Healey Family Student Center Social Room

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This event will feature Harry Holzer, Professor of Public Policy at the McCourt School at Georgetown University, and Sandy Baum, Senior Fellow at the Urban Institute, and their newly released book, Making College Work – Pathways to Success for Disadvantaged Students, published by Brookings Institution Press. Their book highlights practical solutions for improving higher education opportunities for economically diverse students. This event is part of a year-long recognition of the 50 years of the Georgetown University’s Community Scholars Program in the Center for Multicultural Equity and Access. The first 40 people to register for this event will receive a copy of the book at the event.

Report Release: African American Employment, Population, and Housing Trends in Washington, D.C. featuring Professor Maurice Jackson
4:00 p.m. – 5:30 p.m.
Arrupe Multipurpose Room

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This panel event will spotlight Professor Maurice Jackson’s engaged scholarship and service as the first Chair of the DC Commission on African American Affairs, appointed by DC Mayor Vincent Gray in 2013. Dr. Jackson, Associate Professor of History and African American Studies, will present findings from his compelling DC-based research documented in this publication, African American Employment, Population, and Housing Trends. Vice President for Institutional Equity and Diversity, Rosemary Kilkenny, Esp., will open the event. After Professor Jackson’s remarks, Heidi Tseu, Director of Local Government Affairs, and Dr. Eva Rosen, Assistant Professor at the McCourt School of Public Policy, will offer comments. A reception will follow the panel event.

Saturday, February 24, 2018

Outspoken: Rise Up
7:30 p.m. – 10:00 p.m.
Outspoken will be in Bulldog Alley, instead of the Healy Family Student Center Social Room as previously stated. 

Join GU NAACP and GU Women of Color at the intersection of activism and art for their annual open mic night. Outspoken is an event that brings together the Georgetown community for performance of spoken word, song, and dance. We are pleased to have special guest Anthony McPherson performing at this year’s event.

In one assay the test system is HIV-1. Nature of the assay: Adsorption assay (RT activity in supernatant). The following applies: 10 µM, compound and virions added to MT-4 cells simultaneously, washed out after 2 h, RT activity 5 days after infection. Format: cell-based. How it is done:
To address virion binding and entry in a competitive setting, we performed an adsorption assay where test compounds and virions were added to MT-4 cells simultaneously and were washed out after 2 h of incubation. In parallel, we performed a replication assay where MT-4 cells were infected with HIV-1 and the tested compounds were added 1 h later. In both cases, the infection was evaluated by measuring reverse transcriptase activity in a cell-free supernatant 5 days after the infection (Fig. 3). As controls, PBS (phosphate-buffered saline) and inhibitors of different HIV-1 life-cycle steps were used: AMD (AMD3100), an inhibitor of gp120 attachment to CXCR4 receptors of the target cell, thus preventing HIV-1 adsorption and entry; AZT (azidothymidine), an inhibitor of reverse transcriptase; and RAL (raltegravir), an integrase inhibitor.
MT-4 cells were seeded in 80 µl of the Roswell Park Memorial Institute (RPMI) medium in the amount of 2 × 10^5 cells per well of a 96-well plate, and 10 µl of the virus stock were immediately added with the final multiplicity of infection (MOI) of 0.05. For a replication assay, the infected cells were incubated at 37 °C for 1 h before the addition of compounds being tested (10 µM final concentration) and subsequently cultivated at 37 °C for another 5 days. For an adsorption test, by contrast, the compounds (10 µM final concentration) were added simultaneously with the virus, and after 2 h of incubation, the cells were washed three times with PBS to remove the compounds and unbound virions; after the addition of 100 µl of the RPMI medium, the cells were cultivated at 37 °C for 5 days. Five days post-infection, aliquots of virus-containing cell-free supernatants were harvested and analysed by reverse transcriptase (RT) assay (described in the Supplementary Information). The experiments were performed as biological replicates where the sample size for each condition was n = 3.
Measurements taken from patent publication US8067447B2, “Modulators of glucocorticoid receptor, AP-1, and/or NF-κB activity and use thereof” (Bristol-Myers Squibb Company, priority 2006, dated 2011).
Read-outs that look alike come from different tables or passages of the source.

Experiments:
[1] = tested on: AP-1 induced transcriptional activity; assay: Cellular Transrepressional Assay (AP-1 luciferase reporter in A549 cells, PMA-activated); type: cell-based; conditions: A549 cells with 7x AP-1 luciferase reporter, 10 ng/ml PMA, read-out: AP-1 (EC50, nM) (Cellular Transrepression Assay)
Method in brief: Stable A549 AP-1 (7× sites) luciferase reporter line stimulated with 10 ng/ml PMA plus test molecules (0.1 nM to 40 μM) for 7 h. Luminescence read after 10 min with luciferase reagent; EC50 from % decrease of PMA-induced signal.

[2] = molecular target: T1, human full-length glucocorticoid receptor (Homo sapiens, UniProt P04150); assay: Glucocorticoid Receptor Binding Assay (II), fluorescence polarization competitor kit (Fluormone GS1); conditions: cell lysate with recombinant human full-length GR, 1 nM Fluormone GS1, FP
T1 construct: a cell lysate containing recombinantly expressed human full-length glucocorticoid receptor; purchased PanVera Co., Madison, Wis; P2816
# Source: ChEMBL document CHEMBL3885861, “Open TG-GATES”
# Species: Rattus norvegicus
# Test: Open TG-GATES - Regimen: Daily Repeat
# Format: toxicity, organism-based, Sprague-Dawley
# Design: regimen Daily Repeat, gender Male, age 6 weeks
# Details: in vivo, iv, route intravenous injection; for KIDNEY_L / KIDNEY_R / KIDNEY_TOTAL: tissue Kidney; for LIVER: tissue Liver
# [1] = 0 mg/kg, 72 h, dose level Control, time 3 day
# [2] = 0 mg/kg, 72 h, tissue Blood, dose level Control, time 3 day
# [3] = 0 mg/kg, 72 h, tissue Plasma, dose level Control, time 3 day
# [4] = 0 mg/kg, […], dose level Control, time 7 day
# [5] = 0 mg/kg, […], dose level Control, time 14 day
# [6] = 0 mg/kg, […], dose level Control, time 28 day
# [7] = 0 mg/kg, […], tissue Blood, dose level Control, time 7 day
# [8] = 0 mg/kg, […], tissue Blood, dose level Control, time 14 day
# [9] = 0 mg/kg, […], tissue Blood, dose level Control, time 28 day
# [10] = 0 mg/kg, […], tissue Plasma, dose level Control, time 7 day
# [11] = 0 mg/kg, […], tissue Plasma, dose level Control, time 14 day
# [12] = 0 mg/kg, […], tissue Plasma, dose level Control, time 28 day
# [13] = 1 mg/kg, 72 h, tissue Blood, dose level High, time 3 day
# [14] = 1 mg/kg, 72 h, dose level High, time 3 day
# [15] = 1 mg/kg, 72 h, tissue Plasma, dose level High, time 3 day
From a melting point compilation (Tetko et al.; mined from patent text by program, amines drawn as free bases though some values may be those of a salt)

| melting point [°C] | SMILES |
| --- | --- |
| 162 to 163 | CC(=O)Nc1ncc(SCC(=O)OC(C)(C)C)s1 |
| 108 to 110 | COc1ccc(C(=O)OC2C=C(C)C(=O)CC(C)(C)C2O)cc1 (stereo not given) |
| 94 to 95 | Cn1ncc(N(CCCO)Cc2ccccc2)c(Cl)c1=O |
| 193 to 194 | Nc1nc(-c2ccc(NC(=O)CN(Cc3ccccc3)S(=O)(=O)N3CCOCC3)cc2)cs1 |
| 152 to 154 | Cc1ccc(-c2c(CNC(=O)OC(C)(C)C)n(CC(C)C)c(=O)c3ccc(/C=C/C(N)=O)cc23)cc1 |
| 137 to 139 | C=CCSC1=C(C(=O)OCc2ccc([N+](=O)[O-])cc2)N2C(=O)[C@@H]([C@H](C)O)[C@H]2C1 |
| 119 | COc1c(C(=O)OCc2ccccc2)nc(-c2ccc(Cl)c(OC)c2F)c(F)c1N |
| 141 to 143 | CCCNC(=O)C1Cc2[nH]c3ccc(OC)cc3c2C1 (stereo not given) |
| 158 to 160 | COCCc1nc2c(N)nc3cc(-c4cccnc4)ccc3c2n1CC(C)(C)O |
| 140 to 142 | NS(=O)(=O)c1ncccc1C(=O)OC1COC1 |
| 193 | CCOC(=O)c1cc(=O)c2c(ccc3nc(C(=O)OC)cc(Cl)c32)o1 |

Questions about this event can be directed to Ndeye Ndiaye, nkn11@georgetown.edu.

Wednesday, March 14

Black Politics: Past and Present
7:00 p.m. – 8:30 p.m.
Arrupe Multi-purpose Room

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Join the GU Black Student Alliance, GU College Democrats and GU College Republicans for a candid discussion about the historical and current political participation of black Americans. This student-moderated conversation will broach topics such as the evolution of African-American party affiliations, what the American political landscape looks like for black people in the current political moment, and how Dr. Martin Luther King’s legacy of social justice plays a role in black politics today. The interactive event aims to be both compelling and informative. Food will be provided.

SUNDAY, MARCH 18, 2018

At the River I Stand – Film Screening
5:00 p.m. – 7:00 p.m.
Arrupe Multipurpose Room, Arrupe Residence Hall


As the first of two days of engaging events centered on Memphis and its connection to Martin Luther King’s legacy, please join us for dinner and screening of the documentary, At the River I Stand. Directed by David Appleby, Allison Graham, and Steven Ross, At the River I Stand transports viewers back to Memphis in 1968 through newsreel footage, still photos, and interviews. It tells the story of Memphis’ black sanitation workers, who walked off the job to protest inhumane conditions, low pay, and the recent deaths of two of their own while on the job. This strike was a critical moment of the civil rights movement, as it drew together the movement for labor rights and economic dignity with the struggle for equal rights and justice for black Americans. Their strike lasted 65 days and ended in success, but also the assassination of Martin Luther King Jr., who came to Memphis to support the workers and promote the Poor People’s Campaign.